How did this Kilted Charity Movement begin?
In 2002, I started learning how to play the bagpipes. I joined a pipe band, and don’t you know, their uniforms included kilts! My first kilt was this green one.
In January of 2009, I co-founded a grassroots movement which is now called “Potlucks to End World Hunger”. Its mission is to remind us that as we eat, there are those around the world who do not know from where their next meal will come. I’ve traveled around the country giving presentations on the systemic issues of hunger, and how we can help.
In 2011, I founded another grassroots movement called Kilts 4 Kause, which focuses predominantly on male-oriented cancer. I started doing awareness / fundraiser events which included a fashion show of guys in kilts (many for the first time in their lives!).
In the spring of 2013, I started following on Facebook Rick Baldwin of Life In A Kilt, Rick was wearing a kilt everyday for a year from his 50th to his 51st birthday. I thought, “Hey… that would be great. I am turning 50 this year. But he has already done it.” So I decided to wear a kilt everyday for a year in support of my two charities. My wife laughed when I told her, until she realized I was serious. We had a “Family meeting” and decided that now was the time. The boys were adults and has passed the point of being embarrassed by me. Out daughter was young enough that she didn’t know she should be embarrassed. I spent a year wearing a kilt to raise awareness, advocacy, action and funds in support of ELCA World Hunger and the American Cancer Society.
In November 2013, starting Day 001, I can honestly say I did not wear pants the whole year. The only times I wore bifurcated garments (pants) was when I was working out, or if we were just hanging around the house. People would ask me why I was wearing a kilt, especially during the coldest winter in 30 years! (OK, that’s not the only question they asked me, but it was one of them.) I would tell them this story, hand them a flyer, and ask them how they might be able to get involved. Many would ask why should they?
I would tell them about my coffee mug. A friend got me this as a gift many years ago. It has a quote that is attributed to Gandhi, “Be the change you want to see in the world.” I don’t know if Gandhi ever said that or not. But it is on my coffee mug! I really try to live my life this way. I can sit around and complain about the world and everything that is wrong or I can start to try and make a change.
I believe this may be a lesson I have learned from my martial arts. I believe in myself. I can make a difference. As I have read the stories about the ancient masters, it is about leaving things better than you found them. It is about passing it on. It is about speaking up, when others do not. And so, I risked ridicule, embarrassment, and personal sacrifice, to change the world, one kilt and one meal at a time. I met some fantastic people along the way. I heard many stories. I saw the people most affected. i changed.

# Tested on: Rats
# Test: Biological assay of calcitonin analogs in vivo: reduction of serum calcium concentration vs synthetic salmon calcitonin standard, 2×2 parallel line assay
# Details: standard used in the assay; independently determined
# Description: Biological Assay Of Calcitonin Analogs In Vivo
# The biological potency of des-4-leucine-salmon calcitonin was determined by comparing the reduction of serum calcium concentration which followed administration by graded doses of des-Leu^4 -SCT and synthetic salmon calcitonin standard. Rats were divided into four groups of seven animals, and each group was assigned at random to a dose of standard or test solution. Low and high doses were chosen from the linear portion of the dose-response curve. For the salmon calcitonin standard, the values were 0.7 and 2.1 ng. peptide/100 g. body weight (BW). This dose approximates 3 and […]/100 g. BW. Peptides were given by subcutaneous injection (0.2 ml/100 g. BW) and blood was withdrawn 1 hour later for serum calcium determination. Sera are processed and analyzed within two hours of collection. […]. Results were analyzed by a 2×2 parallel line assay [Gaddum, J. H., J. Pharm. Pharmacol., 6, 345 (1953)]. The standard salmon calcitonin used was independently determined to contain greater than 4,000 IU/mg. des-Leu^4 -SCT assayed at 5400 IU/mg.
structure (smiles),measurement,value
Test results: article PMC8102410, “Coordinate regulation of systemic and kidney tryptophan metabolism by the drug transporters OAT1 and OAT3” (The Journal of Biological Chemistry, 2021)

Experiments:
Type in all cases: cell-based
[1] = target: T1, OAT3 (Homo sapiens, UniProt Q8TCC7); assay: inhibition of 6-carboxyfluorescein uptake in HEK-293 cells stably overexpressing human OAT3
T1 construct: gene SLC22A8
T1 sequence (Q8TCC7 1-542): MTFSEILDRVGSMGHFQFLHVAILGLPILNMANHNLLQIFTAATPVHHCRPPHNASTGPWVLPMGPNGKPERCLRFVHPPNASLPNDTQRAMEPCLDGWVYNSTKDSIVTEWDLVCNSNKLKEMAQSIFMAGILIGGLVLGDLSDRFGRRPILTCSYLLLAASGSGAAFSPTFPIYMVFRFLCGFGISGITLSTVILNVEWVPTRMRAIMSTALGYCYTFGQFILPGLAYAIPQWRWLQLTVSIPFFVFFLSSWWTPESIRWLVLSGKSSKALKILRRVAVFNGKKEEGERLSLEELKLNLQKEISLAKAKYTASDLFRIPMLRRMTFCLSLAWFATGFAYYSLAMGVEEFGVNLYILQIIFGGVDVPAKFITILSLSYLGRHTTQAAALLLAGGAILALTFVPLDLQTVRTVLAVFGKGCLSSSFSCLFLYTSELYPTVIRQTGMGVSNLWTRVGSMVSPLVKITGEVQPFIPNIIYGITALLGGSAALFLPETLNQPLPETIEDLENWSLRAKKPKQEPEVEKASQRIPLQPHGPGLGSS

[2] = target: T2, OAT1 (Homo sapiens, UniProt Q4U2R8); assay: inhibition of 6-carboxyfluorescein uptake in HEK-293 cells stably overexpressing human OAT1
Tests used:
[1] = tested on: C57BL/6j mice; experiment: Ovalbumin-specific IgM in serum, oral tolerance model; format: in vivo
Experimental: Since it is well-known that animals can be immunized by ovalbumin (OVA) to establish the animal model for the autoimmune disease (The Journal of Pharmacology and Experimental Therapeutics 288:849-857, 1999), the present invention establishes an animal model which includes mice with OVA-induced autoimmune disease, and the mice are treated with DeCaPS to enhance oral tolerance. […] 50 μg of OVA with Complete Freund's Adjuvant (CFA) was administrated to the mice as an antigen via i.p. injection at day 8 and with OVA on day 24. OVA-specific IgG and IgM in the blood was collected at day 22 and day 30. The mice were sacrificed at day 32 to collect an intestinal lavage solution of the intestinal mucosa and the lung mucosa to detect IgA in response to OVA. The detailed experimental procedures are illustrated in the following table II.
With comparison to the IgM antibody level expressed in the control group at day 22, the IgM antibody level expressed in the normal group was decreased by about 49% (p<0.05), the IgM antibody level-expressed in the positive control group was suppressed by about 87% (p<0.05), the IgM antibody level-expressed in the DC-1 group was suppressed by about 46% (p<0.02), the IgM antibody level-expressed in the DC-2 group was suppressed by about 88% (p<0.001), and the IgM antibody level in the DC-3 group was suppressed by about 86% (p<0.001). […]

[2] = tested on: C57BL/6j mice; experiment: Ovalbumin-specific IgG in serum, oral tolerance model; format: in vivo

In November 2014, on Day 366, I looked back. My collection had increased from 8 to 13! I traveled the country telling the story. I raised over $5,000 for hunger and cancer along the way. I lost a close friend to cancer. I fed the homeless. There is still change to be made. But this approach definitely changed how people saw me. It became a defining event for me.
I decided to turn Kilted 50 For Charity from a one-year fundraising project into a perpetual charitable movement. Kilted 50 For Charity is now the fundraising branch of Earth And Cup, Inc. My hope is to assist people, projects organizations, and groups; not just with hunger and cancer, but anything that might change the world, and leave it better than we find it now. Who knows, maybe it will catch on…. changing the world one kilt at a time.
During 2015, the first year of the new format, we gave away over $2,000 spread over 26 different organizations. We also spearheaded a “World’s Largest Potluck” attempt in Central Ohio. The attempt included a day at the Ohio Statehouse, 1,442 non-perishable food items were donated to local food pantries, $142 was donated to ELCA World Hunger, and 385 people we fed.
In 2016, I donated over $3,000 among 20 different agencies; in 2017 I donated $3,200 to among 15 different organizations; in 2018 I donated over $1,500 among 10 different organizations; in 2019, I donated over $4,100 among 16 different organizations; in 2020, during a pandemic, we donated $15,710 among 18 organizations; and as COVIDtide continued in 2021, we donated $14,200 among 11 organizations.
What can you do to get involved? You may visit our Facebook page Kilted 50 For Charity to get more ideas by seeing what we have done in the past, to see what is coming up, or just to stay in touch. You can host an event, that we will assist in setting up. For a $20 donation, you can choose one of my kilts (view kilt choices photo album on Facebook) for me to wear on a specific day, and we will give you a shout-out online! For $10, you can purchase one of our handmade kilt beverage koozies. When making donations, you may make checks out to Kilted 50 For Charity. You may mail them to:
Kilted 50 For Charity, c/o Earth And Cup Inc., 3883 Summit View Road, Dublin OH 43016.
You can email us at: firstname.lastname@example.org
Kilted 50 For Charity is the fundraising branch of Earth And Cup, Inc., a 501(C3) non-profit organization.